Evolution vs Linnaeus

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Velazquez
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Evolution vs Linnaeus

Post by Velazquez » Wed Aug 28, 2019 10:13 am

Hello,
I'm thinking of buying a Rossum Evolution filter. I wonder, however, to what extent is this filter similar to the new product of Dave Rossum: Linnaeus? Can one say Linnaeus is an improved version of Evolution or is it a completely different new design? Do I need both of these filters if I have a small set of modules (using them for different tasks) or do they coincide with each other in their characteristics? If they are similar, I will probably buy only Linnaeus. However, if they are completely different, maybe it's worth to have both of them. May I have some advice? How do you assess the similarities and differences of both filters?

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geremyf
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Post by geremyf » Wed Aug 28, 2019 10:47 am

Evolution is fully analog. Linnaeus is digital (I believe).

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mdoudoroff
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Post by mdoudoroff » Wed Aug 28, 2019 11:10 am

Evolution is an analog, super-high performance low pass filter based on a Rossum’s own vintage design going back to his 1970s-era modular system.

Linnaeus is a pretty unique digital stereo multi-mode filter.

I don’t think they’re particularly related.

There are a zillion filters available in Eurorack, and the while design and functional features do matter, the subjective nature of the sounds that comes out of them is usually what drives a purchase and makes such diversity of choice possible. So the first question should maybe be whether you like how a filter sounds better than the other options at your disposal?

If you can’t test and compare, I suppose betting on a Rossum design is a defensibly safe bet: he definitely knows what he is doing.

My two bits: I think the Evolution sounds great. It is a relatively large and pricey module, however, and it only offers low pass filtering (and it makes a good sine wave oscillator, too). It definitely has a character of its own. You could contrast it with the AJH Ladder Filter, which is an immaculate recreation of the MiniMoog (low pass) ladder filter—lots of character there, too. As for Linneaus, it’s so new that we don’t really have much to go on yet.

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Sanys
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Post by Sanys » Wed Aug 28, 2019 6:32 pm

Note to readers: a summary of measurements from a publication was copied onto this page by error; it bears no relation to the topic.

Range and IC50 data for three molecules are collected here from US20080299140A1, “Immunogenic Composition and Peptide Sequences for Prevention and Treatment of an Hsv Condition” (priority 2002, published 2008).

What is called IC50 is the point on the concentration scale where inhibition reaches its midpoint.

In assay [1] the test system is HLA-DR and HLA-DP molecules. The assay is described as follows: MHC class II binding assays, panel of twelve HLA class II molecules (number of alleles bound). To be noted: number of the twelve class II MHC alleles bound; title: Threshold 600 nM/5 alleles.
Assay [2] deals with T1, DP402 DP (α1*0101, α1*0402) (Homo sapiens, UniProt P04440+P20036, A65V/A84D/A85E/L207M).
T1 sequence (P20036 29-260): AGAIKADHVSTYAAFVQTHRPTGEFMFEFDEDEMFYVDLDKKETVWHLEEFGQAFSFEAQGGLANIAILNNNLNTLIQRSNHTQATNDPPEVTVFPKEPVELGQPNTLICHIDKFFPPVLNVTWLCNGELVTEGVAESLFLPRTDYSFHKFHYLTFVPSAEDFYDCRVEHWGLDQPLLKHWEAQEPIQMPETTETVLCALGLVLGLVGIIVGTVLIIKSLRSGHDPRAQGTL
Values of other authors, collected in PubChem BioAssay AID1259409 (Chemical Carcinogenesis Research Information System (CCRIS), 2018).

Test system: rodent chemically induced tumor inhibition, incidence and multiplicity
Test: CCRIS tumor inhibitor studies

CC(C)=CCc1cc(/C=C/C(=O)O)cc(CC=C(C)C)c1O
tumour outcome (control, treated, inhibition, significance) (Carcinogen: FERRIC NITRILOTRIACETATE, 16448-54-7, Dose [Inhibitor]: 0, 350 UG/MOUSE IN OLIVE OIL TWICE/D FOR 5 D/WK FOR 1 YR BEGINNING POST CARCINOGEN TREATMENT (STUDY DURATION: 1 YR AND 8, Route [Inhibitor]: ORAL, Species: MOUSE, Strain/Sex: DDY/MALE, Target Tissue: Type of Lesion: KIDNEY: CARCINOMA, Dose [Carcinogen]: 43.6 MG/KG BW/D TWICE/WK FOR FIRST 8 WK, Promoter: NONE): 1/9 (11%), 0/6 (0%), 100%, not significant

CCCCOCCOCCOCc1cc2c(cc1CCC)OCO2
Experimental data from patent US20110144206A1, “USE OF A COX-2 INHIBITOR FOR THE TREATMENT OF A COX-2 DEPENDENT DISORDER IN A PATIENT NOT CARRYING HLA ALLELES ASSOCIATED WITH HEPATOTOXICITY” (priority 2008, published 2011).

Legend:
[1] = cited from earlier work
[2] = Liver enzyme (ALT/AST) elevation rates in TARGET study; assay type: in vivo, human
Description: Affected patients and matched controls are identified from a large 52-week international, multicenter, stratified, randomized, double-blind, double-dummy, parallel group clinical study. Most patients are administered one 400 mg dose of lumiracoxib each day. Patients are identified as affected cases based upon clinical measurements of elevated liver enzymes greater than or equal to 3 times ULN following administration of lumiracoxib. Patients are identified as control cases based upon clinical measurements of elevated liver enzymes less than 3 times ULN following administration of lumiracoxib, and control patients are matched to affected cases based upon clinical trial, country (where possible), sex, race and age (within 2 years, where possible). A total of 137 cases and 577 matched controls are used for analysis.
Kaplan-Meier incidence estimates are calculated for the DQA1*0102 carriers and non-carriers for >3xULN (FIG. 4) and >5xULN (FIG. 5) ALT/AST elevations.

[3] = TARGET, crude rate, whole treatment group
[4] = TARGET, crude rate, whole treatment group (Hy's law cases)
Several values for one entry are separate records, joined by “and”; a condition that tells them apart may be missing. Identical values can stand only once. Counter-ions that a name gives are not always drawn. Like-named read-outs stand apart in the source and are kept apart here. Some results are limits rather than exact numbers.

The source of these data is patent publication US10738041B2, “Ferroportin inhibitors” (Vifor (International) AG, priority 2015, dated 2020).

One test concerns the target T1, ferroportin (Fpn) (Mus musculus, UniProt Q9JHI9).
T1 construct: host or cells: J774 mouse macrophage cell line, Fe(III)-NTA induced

Linneaus is not out yet (should be late September?!). but yeah its digital and they are quite different. Who would tell u what's better when module is not out yet
Similarities? they go both under name Rossum :hihi:

Velazquez
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Post by Velazquez » Thu Aug 29, 2019 3:55 am

Thanks for the answers. It is clear to me now that these are definitely different filters. My modular system is not big, but I think both filters will find their place in it. At the moment I have Filter 8 and Fumana. Each of them (including Rossum filters) has a different specificity and character. That's why I decide to invite Rossum Evolution to cooperate, and in time I will consider buying Linnaeus :)

Thanks again.

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matttech
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Post by matttech » Thu Aug 29, 2019 5:52 am

The Linnaeus has some really interesting features that you might not see at first glance. It has its own internal modulation oscillator that can modulate the filter through zero, and you can set the filter slope independently for the left and right channels... And can also set the attenuverter for the filter cut-off differently for each channel. I expect you could make some crazy stereo effects this way.

it is completely digital, but a digital simulation of an analogue state variable filter.

there is also an alternative firmware that can be accessed by a button press, which turns the filter into a self-contained stereo FM synth or percussion voice.

I've just opened up preorders on my site and expect the first batch sometime in September.

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Switchzik
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Post by Switchzik » Thu Aug 29, 2019 8:07 am

Any chance to hear more from the Linnaeus ?
Looks really cool but I can't pre order without hearing it.

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damase
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Post by damase » Thu Aug 29, 2019 9:05 am

i played with the linneaus for a bit... i didnt even realize it was digital until they told me afterwards. completely different experience than the morpheus. i was hitting all sorts of thick juicy sweet spots on it just droning trident and playing with the modulation oscillator by hand

evolution is just a modern classic imo. for my limited experience its still my favorite low pass ive ever used. the “sine wave” is very very good too, a little dirty in such a pleasing way. variable q compensation i wish every filter had this. it does take a bit of real estate for a relatively limited filter, but if space isnt an issue its by far worth the retail price for how good it sounds

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